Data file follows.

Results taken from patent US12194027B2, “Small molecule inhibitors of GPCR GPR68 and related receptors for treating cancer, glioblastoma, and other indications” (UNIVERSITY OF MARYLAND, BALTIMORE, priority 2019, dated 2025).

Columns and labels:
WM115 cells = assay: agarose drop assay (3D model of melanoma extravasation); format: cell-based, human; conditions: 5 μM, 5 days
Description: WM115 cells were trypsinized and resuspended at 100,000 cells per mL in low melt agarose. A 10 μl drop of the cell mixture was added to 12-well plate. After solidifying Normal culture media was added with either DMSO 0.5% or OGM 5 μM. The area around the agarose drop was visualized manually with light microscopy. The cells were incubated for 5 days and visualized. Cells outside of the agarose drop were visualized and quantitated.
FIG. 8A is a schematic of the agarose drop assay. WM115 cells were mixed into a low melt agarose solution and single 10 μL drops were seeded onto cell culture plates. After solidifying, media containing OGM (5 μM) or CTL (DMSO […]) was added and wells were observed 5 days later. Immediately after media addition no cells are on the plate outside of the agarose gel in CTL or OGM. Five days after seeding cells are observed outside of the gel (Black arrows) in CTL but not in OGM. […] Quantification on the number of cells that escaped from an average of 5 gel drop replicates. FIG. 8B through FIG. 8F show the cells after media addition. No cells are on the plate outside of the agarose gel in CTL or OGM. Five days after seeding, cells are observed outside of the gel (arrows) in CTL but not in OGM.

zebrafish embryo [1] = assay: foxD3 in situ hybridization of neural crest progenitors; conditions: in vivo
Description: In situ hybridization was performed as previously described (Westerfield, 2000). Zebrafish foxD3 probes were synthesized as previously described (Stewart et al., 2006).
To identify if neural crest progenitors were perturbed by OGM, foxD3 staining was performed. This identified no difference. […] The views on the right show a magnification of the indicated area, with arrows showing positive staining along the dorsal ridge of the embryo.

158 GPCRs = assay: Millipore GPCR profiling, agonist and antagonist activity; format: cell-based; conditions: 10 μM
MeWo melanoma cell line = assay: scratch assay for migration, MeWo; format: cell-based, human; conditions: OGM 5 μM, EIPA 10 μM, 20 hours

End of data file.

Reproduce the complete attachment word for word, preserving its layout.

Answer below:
Results taken from patent US12194027B2, “Small molecule inhibitors of GPCR GPR68 and related receptors for treating cancer, glioblastoma, and other indications” (UNIVERSITY OF MARYLAND, BALTIMORE, priority 2019, dated 2025).

Columns and labels:
WM115 cells = assay: agarose drop assay (3D model of melanoma extravasation); format: cell-based, human; conditions: 5 μM, 5 days
Description: WM115 cells were trypsinized and resuspended at 100,000 cells per mL in low melt agarose. A 10 μl drop of the cell mixture was added to 12-well plate. After solidifying Normal culture media was added with either DMSO 0.5% or OGM 5 μM. The area around the agarose drop was visualized manually with light microscopy. The cells were incubated for 5 days and visualized. Cells outside of the agarose drop were visualized and quantitated.
FIG. 8A is a schematic of the agarose drop assay. WM115 cells were mixed into a low melt agarose solution and single 10 μL drops were seeded onto cell culture plates. After solidifying, media containing OGM (5 μM) or CTL (DMSO […]) was added and wells were observed 5 days later. Immediately after media addition no cells are on the plate outside of the agarose gel in CTL or OGM. Five days after seeding cells are observed outside of the gel (Black arrows) in CTL but not in OGM. […] Quantification on the number of cells that escaped from an average of 5 gel drop replicates. FIG. 8B through FIG. 8F show the cells after media addition. No cells are on the plate outside of the agarose gel in CTL or OGM. Five days after seeding, cells are observed outside of the gel (arrows) in CTL but not in OGM.

zebrafish embryo [1] = assay: foxD3 in situ hybridization of neural crest progenitors; conditions: in vivo
Description: In situ hybridization was performed as previously described (Westerfield, 2000). Zebrafish foxD3 probes were synthesized as previously described (Stewart et al., 2006).
To identify if neural crest progenitors were perturbed by OGM, foxD3 staining was performed. This identified no difference. […] The views on the right show a magnification of the indicated area, with arrows showing positive staining along the dorsal ridge of the embryo.

158 GPCRs = assay: Millipore GPCR profiling, agonist and antagonist activity; format: cell-based; conditions: 10 μM
MeWo melanoma cell line = assay: scratch assay for migration, MeWo; format: cell-based, human; conditions: OGM 5 μM, EIPA 10 μM, 20 hours